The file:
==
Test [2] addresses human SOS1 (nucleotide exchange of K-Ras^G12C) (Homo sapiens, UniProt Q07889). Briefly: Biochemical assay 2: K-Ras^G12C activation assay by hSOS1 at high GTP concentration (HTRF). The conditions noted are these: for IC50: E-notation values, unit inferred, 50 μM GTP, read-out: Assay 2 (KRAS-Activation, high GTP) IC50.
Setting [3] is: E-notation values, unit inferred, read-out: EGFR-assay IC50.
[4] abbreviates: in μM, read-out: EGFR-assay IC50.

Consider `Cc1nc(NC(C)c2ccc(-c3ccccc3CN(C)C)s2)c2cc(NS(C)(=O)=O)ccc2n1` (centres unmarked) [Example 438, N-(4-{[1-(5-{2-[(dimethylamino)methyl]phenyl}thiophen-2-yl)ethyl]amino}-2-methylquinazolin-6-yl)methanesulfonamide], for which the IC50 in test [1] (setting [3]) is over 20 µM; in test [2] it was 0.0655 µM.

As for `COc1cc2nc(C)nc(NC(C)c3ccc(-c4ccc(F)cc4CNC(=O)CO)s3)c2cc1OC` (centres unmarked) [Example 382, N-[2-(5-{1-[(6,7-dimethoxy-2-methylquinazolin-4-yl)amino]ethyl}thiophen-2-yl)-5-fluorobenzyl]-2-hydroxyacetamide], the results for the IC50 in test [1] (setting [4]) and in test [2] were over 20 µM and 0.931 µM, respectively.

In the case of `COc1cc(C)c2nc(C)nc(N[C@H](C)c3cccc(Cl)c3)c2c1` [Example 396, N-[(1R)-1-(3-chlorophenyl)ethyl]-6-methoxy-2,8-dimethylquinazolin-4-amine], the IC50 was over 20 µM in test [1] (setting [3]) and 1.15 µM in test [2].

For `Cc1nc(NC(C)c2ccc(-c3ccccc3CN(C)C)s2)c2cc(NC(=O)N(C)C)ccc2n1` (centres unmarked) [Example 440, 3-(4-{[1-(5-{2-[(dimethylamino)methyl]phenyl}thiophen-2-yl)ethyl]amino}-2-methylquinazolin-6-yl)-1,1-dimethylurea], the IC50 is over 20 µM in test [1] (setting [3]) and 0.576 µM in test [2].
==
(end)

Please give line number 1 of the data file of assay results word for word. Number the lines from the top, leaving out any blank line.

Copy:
Test [2] addresses human SOS1 (nucleotide exchange of K-Ras^G12C) (Homo sapiens, UniProt Q07889). Briefly: Biochemical assay 2: K-Ras^G12C activation assay by hSOS1 at high GTP concentration (HTRF). The conditions noted are these: for IC50: E-notation values, unit inferred, 50 μM GTP, read-out: Assay 2 (KRAS-Activation, high GTP) IC50.